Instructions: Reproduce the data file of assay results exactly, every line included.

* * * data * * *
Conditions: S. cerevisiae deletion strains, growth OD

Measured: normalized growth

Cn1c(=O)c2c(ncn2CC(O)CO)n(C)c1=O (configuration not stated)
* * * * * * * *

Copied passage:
Conditions: S. cerevisiae deletion strains, growth OD

Measured: normalized growth

Cn1c(=O)c2c(ncn2CC(O)CO)n(C)c1=O (configuration not stated)